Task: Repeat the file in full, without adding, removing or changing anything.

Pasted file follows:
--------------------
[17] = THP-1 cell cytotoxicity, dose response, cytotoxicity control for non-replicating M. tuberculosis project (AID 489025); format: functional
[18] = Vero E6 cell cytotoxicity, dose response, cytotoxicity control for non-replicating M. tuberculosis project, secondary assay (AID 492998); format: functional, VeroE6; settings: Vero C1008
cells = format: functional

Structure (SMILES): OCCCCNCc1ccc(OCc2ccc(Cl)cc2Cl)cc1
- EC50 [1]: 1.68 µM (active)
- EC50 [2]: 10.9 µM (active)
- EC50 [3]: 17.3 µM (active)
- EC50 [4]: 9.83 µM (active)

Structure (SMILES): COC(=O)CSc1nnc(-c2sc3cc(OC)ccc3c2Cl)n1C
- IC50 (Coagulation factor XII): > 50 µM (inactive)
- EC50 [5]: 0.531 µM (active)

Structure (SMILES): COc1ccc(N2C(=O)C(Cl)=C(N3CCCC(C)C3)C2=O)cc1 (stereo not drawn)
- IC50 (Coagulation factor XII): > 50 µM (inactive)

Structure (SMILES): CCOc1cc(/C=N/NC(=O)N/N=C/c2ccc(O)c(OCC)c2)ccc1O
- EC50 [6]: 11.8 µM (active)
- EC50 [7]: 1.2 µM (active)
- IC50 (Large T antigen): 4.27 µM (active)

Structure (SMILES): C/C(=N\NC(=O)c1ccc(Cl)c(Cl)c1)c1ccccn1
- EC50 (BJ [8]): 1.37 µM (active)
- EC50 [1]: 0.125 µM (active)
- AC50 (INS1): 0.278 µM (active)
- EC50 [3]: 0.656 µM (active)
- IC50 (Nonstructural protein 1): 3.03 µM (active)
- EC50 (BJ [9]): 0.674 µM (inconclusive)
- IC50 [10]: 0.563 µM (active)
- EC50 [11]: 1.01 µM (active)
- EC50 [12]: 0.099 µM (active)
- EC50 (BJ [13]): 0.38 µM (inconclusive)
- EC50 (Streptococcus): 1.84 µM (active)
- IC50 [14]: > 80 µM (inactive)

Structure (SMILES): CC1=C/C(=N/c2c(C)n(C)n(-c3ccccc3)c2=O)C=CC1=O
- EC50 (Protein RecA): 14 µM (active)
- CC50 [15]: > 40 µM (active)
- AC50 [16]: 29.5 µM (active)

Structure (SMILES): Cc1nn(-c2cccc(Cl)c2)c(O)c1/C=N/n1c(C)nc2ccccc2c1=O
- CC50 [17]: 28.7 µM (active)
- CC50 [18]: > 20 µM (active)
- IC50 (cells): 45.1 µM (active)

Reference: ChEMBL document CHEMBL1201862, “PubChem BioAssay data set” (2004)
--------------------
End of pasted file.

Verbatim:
[17] = THP-1 cell cytotoxicity, dose response, cytotoxicity control for non-replicating M. tuberculosis project (AID 489025); format: functional
[18] = Vero E6 cell cytotoxicity, dose response, cytotoxicity control for non-replicating M. tuberculosis project, secondary assay (AID 492998); format: functional, VeroE6; settings: Vero C1008
cells = format: functional

Structure (SMILES): OCCCCNCc1ccc(OCc2ccc(Cl)cc2Cl)cc1
- EC50 [1]: 1.68 µM (active)
- EC50 [2]: 10.9 µM (active)
- EC50 [3]: 17.3 µM (active)
- EC50 [4]: 9.83 µM (active)

Structure (SMILES): COC(=O)CSc1nnc(-c2sc3cc(OC)ccc3c2Cl)n1C
- IC50 (Coagulation factor XII): > 50 µM (inactive)
- EC50 [5]: 0.531 µM (active)

Structure (SMILES): COc1ccc(N2C(=O)C(Cl)=C(N3CCCC(C)C3)C2=O)cc1 (stereo not drawn)
- IC50 (Coagulation factor XII): > 50 µM (inactive)

Structure (SMILES): CCOc1cc(/C=N/NC(=O)N/N=C/c2ccc(O)c(OCC)c2)ccc1O
- EC50 [6]: 11.8 µM (active)
- EC50 [7]: 1.2 µM (active)
- IC50 (Large T antigen): 4.27 µM (active)

Structure (SMILES): C/C(=N\NC(=O)c1ccc(Cl)c(Cl)c1)c1ccccn1
- EC50 (BJ [8]): 1.37 µM (active)
- EC50 [1]: 0.125 µM (active)
- AC50 (INS1): 0.278 µM (active)
- EC50 [3]: 0.656 µM (active)
- IC50 (Nonstructural protein 1): 3.03 µM (active)
- EC50 (BJ [9]): 0.674 µM (inconclusive)
- IC50 [10]: 0.563 µM (active)
- EC50 [11]: 1.01 µM (active)
- EC50 [12]: 0.099 µM (active)
- EC50 (BJ [13]): 0.38 µM (inconclusive)
- EC50 (Streptococcus): 1.84 µM (active)
- IC50 [14]: > 80 µM (inactive)

Structure (SMILES): CC1=C/C(=N/c2c(C)n(C)n(-c3ccccc3)c2=O)C=CC1=O
- EC50 (Protein RecA): 14 µM (active)
- CC50 [15]: > 40 µM (active)
- AC50 [16]: 29.5 µM (active)

Structure (SMILES): Cc1nn(-c2cccc(Cl)c2)c(O)c1/C=N/n1c(C)nc2ccccc2c1=O
- CC50 [17]: 28.7 µM (active)
- CC50 [18]: > 20 µM (active)
- IC50 (cells): 45.1 µM (active)

Reference: ChEMBL document CHEMBL1201862, “PubChem BioAssay data set” (2004)